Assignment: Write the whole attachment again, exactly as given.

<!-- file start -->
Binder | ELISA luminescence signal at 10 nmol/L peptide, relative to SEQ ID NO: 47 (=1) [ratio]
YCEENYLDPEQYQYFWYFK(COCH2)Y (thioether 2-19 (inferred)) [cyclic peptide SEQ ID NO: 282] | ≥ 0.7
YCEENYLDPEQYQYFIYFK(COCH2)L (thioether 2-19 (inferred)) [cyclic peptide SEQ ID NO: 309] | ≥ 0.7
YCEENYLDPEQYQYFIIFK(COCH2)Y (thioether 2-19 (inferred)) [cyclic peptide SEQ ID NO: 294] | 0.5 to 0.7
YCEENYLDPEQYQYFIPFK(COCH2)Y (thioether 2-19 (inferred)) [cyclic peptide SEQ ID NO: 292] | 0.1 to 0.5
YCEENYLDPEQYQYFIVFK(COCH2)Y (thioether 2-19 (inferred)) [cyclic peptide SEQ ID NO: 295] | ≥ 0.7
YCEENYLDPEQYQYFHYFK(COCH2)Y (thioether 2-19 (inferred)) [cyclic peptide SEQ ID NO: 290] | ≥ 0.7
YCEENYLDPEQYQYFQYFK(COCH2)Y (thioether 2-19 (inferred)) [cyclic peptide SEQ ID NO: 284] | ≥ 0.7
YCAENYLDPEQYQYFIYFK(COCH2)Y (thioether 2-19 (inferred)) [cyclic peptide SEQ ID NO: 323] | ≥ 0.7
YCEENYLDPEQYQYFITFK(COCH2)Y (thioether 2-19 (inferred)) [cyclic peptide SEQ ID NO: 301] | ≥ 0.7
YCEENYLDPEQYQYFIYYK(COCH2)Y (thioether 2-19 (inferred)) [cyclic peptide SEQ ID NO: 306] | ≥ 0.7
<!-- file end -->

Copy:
Binder | ELISA luminescence signal at 10 nmol/L peptide, relative to SEQ ID NO: 47 (=1) [ratio]
YCEENYLDPEQYQYFWYFK(COCH2)Y (thioether 2-19 (inferred)) [cyclic peptide SEQ ID NO: 282] | ≥ 0.7
YCEENYLDPEQYQYFIYFK(COCH2)L (thioether 2-19 (inferred)) [cyclic peptide SEQ ID NO: 309] | ≥ 0.7
YCEENYLDPEQYQYFIIFK(COCH2)Y (thioether 2-19 (inferred)) [cyclic peptide SEQ ID NO: 294] | 0.5 to 0.7
YCEENYLDPEQYQYFIPFK(COCH2)Y (thioether 2-19 (inferred)) [cyclic peptide SEQ ID NO: 292] | 0.1 to 0.5
YCEENYLDPEQYQYFIVFK(COCH2)Y (thioether 2-19 (inferred)) [cyclic peptide SEQ ID NO: 295] | ≥ 0.7
YCEENYLDPEQYQYFHYFK(COCH2)Y (thioether 2-19 (inferred)) [cyclic peptide SEQ ID NO: 290] | ≥ 0.7
YCEENYLDPEQYQYFQYFK(COCH2)Y (thioether 2-19 (inferred)) [cyclic peptide SEQ ID NO: 284] | ≥ 0.7
YCAENYLDPEQYQYFIYFK(COCH2)Y (thioether 2-19 (inferred)) [cyclic peptide SEQ ID NO: 323] | ≥ 0.7
YCEENYLDPEQYQYFITFK(COCH2)Y (thioether 2-19 (inferred)) [cyclic peptide SEQ ID NO: 301] | ≥ 0.7
YCEENYLDPEQYQYFIYYK(COCH2)Y (thioether 2-19 (inferred)) [cyclic peptide SEQ ID NO: 306] | ≥ 0.7